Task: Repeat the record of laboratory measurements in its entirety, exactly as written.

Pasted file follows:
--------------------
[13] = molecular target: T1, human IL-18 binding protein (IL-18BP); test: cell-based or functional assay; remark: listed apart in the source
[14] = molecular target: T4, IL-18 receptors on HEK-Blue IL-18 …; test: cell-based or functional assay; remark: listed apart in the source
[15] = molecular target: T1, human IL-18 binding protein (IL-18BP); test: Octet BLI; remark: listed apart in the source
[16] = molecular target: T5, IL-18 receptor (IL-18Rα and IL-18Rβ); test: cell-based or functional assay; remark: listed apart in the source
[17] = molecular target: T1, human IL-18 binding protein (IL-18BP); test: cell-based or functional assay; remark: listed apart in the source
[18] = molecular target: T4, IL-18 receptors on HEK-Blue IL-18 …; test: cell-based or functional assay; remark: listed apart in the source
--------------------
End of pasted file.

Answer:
[13] = molecular target: T1, human IL-18 binding protein (IL-18BP); test: cell-based or functional assay; remark: listed apart in the source
[14] = molecular target: T4, IL-18 receptors on HEK-Blue IL-18 …; test: cell-based or functional assay; remark: listed apart in the source
[15] = molecular target: T1, human IL-18 binding protein (IL-18BP); test: Octet BLI; remark: listed apart in the source
[16] = molecular target: T5, IL-18 receptor (IL-18Rα and IL-18Rβ); test: cell-based or functional assay; remark: listed apart in the source
[17] = molecular target: T1, human IL-18 binding protein (IL-18BP); test: cell-based or functional assay; remark: listed apart in the source
[18] = molecular target: T4, IL-18 receptors on HEK-Blue IL-18 …; test: cell-based or functional assay; remark: listed apart in the source